Tuesday, February 20, 2007

When Hiring a Surgeon, Should We Ask If They Play Video Games?

You may have seen this news article today, about a study published in the most recent issue of the Archives of Surgery. The study found a strong relationship between video game experience/skill and performance on a surgical skills test among a sample of 33 residents and attending physicians at Beth Israel Medical Center in New York.

How did the authors come to this conclusion? They had the participants play some games, fill out a survey about their game playing experience, and take a simulation test (interestingly called "Top Gun").

Correlation, causation, whatever

The authors note that "video game skill correlate[d] with laparoscopic surgical skills." But here's where everything goes to heck and those of us who have taught statistics hang our head in shame. One of the fundamental lessons in statistics is that correlation is not causation--just because two things relate to one another doesn't mean one CAUSES the other. My favorite example of this is the positive correlation between ice cream cone purchases and crime rate. Does this mean ice cream cone purchasing causes crime? Or, um, maybe there's a third variable (like heat)?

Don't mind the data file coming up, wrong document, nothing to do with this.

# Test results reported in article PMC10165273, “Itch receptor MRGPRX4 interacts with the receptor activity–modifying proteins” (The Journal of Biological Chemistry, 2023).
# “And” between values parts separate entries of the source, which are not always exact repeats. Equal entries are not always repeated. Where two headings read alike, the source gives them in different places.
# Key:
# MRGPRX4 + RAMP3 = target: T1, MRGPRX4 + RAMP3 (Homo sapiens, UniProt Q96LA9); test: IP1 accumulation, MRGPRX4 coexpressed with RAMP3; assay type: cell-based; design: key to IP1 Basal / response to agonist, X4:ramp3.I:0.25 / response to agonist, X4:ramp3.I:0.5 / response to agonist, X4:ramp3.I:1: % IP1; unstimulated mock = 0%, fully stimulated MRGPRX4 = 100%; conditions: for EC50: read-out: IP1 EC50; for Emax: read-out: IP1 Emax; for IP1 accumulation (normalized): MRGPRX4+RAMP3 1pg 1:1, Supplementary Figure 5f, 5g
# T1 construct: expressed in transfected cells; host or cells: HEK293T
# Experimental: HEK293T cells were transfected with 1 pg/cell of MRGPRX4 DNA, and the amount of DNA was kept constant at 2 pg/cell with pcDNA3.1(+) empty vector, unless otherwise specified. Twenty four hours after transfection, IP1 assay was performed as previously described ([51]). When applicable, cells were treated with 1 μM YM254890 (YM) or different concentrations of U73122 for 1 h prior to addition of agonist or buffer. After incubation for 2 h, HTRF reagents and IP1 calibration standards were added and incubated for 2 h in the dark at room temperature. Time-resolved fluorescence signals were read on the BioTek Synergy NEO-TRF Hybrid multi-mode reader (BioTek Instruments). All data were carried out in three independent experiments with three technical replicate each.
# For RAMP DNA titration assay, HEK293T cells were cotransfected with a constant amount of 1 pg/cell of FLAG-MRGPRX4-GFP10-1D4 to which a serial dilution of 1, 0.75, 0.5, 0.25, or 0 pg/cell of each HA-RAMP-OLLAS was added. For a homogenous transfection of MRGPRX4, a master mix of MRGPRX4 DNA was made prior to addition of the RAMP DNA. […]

The news outlets, feeding off the study authors, picked this up and ran with it, suggesting that playing video games somehow causes you to be a better surgeon--or even that kids that play video games could be somehow preparing themselves for a high paying career.

But here's the thing: this study did not have unexperienced video gamers play a game then perform surgery. It's purely point-in-time. All this study showed is that folks that are good at video games are good at the surgical task. Makes sense--they involve some of the same skills. But that's all we can really say. We can't suggest that people play more video games if they want to be better surgeons (and to their credit the news articles generally point this out).

Biodata pops up again

On the other hand, this type of information could be useful for another purpose--biodata. Google has been in the news recently (discussed here and elsewhere) for re-vamping its hiring practices to include biodata. So as part of a hiring practice, questions could be asked about hobbies, one of which could be video games. But you certainly wouldn't want this to be your entire selection process.

On the other hand, with so many kids playing video games these days, is there really going to be a lot of variance in experience 10 years from now for us to use in separating out applicants? Maybe by then we can ask applicants if they've completed Expert level on Surgeon Wars.

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